Bearer of Lights

Frederick Comendador


Bearers of Light and Life

IN the past days, two major events related to our Christmas celebration, which also speaks of volumes of some of the themes of Christmas, were held in the University. The first was the Lights-on Ceremonies last December 7 and the other one was the Annual Christmas gathering of employees sponsored by the USAFAPA last December 11.

These two events in a way speak to us about the meaning of Christmas. The lights-on more than beautifying the school with vibrant lights, points to us a deeper message about Christmas, which Christ is the true light.

Christmas is a time of hope since Christ as the true light has the power to dispel the darkness and gloom of the night.

Christmas time happens near winter solstice in the Northern hemisphere when the night time is at its longest.

The breaking in of Christmas, or the birth of Christ is a magnificent symbol to all believers that no matter how deep the darkness  is, there is hope; and this hope is no other than Christ himself.

We might be overshadowed and consumed by deep and frigid darkness, but we need not be afraid for Christ is coming, Christ is the light.

Christmas reminds us that dark-ness does not have the final say in life; rather, it is light, who is no other than Christ.

As an Augustinian community we are called to be bearers of this light to others. We should not expect the world we live in to be devoid of its shadows and dark nights. Rather, we should be ready to live in a world full of darkness, and it is in that kind of world where our light shines the most. 

The world we live in might be rocked by a number of disconcerting news and events, but these things should not discourage us. Rather, we should take the challenge to bring light to all we meet.

If people are slowly consumed by the dark forces, we strive to bring them back to light. When our efforts seem little compared to the gigantic forces opposite us, let us cling to the hope that as long as God is with us, who can be against us.

The second event - the Christmas gathering of employees - points out to us that Christmas is indeed a time of celebration, a time of joy. The reason behind this is because Christmas commemorates that singular moment in history when God in his goodness and out of his great love made a dwelling among us.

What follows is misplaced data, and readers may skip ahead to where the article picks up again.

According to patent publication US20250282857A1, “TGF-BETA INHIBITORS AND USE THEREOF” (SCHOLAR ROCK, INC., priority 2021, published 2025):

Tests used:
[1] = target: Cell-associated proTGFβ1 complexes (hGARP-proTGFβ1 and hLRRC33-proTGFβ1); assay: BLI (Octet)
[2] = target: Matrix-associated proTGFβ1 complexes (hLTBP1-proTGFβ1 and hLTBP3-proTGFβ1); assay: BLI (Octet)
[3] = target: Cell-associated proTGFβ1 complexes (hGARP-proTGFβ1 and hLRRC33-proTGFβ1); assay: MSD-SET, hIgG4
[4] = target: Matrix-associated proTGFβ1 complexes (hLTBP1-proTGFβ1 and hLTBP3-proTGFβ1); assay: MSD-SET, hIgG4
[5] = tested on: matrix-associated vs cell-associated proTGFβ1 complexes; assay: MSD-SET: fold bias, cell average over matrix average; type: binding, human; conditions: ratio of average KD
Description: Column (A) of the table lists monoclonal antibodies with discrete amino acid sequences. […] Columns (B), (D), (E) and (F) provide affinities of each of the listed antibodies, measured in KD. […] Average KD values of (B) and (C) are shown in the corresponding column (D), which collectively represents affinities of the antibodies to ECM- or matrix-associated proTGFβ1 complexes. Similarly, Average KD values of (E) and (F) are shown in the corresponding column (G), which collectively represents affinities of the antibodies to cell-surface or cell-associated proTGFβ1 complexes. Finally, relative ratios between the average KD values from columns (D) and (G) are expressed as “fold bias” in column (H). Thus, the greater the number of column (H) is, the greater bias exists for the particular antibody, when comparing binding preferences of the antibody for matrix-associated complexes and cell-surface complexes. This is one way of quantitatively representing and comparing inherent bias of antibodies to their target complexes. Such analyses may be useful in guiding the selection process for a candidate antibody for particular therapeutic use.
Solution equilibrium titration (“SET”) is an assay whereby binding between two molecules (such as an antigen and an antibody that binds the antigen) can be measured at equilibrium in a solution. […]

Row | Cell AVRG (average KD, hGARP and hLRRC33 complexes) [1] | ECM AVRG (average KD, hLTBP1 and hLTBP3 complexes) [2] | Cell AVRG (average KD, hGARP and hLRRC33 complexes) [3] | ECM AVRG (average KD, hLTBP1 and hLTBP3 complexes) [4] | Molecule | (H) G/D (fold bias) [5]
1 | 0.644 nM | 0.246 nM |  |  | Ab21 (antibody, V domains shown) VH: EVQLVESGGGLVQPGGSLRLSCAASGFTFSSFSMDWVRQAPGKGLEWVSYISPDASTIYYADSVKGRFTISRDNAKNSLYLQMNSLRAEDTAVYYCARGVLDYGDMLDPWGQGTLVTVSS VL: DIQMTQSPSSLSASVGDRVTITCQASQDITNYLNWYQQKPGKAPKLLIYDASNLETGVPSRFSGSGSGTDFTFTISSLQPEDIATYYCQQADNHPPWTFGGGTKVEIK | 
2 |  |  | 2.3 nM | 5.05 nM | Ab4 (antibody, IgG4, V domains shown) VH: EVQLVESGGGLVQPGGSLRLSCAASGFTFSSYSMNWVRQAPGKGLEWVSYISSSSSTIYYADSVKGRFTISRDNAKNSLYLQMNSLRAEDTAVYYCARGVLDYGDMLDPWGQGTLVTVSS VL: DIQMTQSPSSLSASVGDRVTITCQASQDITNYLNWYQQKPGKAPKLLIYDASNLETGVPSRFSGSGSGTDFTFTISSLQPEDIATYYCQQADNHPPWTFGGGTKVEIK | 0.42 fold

The time of Christmas reminds us that true love is a love that goes out of oneself and reaches out to others especially those who are in need.

Christmas in a way does not only touch the theme of light and darkness but also of life and death. What we are celebrating is the birth of God who became man, which somehow shows us how life is begotten and how life can be sustained.

On a deeper reflection what the season is reminding us is this: life on earth started because God out of His great love made the choice to share His very life in the form of His creation.

In the same manner, life can be sustained if we learn how to give ourselves to others and not just obssess ourselves with our own selfish concerns.

The spirit of Christmas is a spirit of sharing, of giving of love; and unless this act of love in its purest form continues to abide in our world, there is a danger that life as we know it will end and we will enter into the dreadful place where there is no life often depicted as the desert.

The community we belong in is a rich ground where we can put into practice this call to give love.

A community becomes possible if people do not only expect to be cared and loved for by others but above all if they have the courage to share love even to people who least deserve it.

In a community where more people become selfish, the community degenerates and all types of social ills become visible. But the more people become concerned with and sensitive to the needs of others the more the community becomes vibrant, the more life is present.

The challenge for us, Augustinians, then in this time of Christmas is to live a heroic life in a world full of darkness that leads to death.

We are called not just to be the bearers of light but also the bearers of life.

A merry and meaningful Christmas celebration to all!


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